Effect of grass sublingual tablet immunotherapy is similar in children and adults: A Bayesian approach to design pediatric sublingual immunotherapy trials

Amarjot Kaur, David Skoner, Joseph Ibrahim, Qing Li, Richard F Lockey, Michael Blaiss, Albrecht Bufe, Jens Strodl Andersen, Giorgio Walter Canonica, Hendrik Nolte

Research output: Contribution to journalArticle

Abstract

BACKGROUND: Large sample sizes are needed for sublingual immunotherapy (SLIT) trials because of inherent data variability secondary to inconsistent allergen exposure. Obtaining large sample sizes for pediatric SLIT trials is challenging, but a Bayesian approach using prior adult data can reduce the necessary sample size.

OBJECTIVE: We sought to describe how a Bayesian framework using prior information from adult trials can be used to improve pediatric SLIT clinical development.

METHODS: Data were compiled by using a frequentist approach (conventional clinical trial approach independent of prior data) from trials conducted during the clinical development of timothy grass SLIT-tablets.

RESULTS: The treatment effect of timothy grass SLIT-tablets was considered similar between pediatric (n = 795) and adult (n = 2299) data pools, with relative total combined symptom plus medication score improvement versus placebo of 21% (95% CI, 11.0% to 30.4%) and 20% (95% CI, 14.6% to 24.4%), respectively. Phleum pratense-specific IgG4and IgE-blocking factor increased from baseline in both children and adults treated with timothy grass SLIT-tablets. Given the reasonable assumption in similarity of treatment response between adults and children, a Bayesian approach is described to demonstrate rigorous efficacy criteria for pediatric trials incorporating information from prior adult trials and thereby reduce the sample size.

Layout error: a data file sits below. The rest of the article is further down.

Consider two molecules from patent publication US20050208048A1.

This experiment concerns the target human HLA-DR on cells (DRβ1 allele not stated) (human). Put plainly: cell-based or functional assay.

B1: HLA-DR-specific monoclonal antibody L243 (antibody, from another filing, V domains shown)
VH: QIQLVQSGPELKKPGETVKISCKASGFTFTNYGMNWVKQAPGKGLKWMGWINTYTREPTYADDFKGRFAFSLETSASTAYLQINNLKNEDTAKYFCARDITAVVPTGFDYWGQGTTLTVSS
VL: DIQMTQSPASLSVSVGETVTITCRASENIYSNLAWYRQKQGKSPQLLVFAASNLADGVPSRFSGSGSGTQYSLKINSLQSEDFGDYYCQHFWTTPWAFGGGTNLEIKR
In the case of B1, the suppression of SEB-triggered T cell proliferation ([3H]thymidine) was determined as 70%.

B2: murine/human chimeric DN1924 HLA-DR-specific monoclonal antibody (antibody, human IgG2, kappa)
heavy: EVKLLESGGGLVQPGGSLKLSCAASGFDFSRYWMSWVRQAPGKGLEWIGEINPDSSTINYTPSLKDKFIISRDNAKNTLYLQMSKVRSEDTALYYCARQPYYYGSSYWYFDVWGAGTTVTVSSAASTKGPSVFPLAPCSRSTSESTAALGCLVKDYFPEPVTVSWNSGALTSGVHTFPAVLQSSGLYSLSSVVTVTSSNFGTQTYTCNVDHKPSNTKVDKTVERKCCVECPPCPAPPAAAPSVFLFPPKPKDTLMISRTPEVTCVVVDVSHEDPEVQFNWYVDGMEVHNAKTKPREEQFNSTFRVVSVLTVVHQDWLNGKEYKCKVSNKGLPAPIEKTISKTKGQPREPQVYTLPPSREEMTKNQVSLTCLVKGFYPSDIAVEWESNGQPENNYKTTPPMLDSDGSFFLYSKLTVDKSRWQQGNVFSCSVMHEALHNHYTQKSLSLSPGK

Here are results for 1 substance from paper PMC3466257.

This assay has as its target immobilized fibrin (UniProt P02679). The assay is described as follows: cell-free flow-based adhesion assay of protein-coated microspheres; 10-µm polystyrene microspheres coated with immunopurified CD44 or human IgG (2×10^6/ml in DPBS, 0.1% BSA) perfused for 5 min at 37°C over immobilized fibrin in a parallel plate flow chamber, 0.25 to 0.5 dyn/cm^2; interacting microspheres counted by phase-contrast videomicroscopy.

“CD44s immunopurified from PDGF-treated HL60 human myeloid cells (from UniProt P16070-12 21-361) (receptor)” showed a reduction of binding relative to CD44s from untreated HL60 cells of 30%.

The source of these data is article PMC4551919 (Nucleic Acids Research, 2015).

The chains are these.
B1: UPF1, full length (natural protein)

CONCLUSIONS: Data support the similarity of efficacy and immunologic changes between children and adults treated with SLIT for allergic rhinoconjunctivitis. Therefore it is appropriate to use data from adult trials to design feasible trials in children, which might reduce unsafe off-label use by promoting more quickly proper labeling of approved products.

Original languageEnglish
JournalJournal of Allergy and Clinical Immunology
DOIs
Publication statusE-pub ahead of print - Dec 5 2017

Keywords

  • Journal Article

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